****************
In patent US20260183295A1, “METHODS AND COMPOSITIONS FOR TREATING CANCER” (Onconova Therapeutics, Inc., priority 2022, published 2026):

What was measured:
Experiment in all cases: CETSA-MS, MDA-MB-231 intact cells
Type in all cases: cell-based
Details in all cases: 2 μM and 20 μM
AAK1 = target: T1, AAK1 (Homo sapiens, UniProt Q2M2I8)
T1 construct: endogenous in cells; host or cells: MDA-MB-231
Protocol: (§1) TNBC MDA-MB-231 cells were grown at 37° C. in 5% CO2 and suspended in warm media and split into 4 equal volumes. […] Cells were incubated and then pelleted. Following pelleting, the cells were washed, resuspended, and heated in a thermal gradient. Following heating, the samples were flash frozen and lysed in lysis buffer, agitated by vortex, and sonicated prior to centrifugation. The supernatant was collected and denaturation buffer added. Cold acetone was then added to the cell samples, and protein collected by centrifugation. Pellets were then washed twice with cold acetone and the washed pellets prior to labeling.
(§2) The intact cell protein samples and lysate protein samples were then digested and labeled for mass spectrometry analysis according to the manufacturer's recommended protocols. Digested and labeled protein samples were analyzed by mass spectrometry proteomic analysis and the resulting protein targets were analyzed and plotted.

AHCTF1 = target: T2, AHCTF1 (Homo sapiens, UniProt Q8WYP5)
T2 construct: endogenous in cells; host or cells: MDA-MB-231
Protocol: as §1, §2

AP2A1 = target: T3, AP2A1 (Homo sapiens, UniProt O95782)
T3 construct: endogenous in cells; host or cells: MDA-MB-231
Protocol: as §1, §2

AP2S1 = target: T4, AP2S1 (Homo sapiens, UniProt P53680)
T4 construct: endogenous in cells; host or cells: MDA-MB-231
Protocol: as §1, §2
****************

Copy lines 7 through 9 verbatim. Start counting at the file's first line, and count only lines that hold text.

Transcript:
T1 construct: endogenous in cells; host or cells: MDA-MB-231
Protocol: (§1) TNBC MDA-MB-231 cells were grown at 37° C. in 5% CO2 and suspended in warm media and split into 4 equal volumes. […] Cells were incubated and then pelleted. Following pelleting, the cells were washed, resuspended, and heated in a thermal gradient. Following heating, the samples were flash frozen and lysed in lysis buffer, agitated by vortex, and sonicated prior to centrifugation. The supernatant was collected and denaturation buffer added. Cold acetone was then added to the cell samples, and protein collected by centrifugation. Pellets were then washed twice with cold acetone and the washed pellets prior to labeling.
(§2) The intact cell protein samples and lysate protein samples were then digested and labeled for mass spectrometry analysis according to the manufacturer's recommended protocols. Digested and labeled protein samples were analyzed by mass spectrometry proteomic analysis and the resulting protein targets were analyzed and plotted.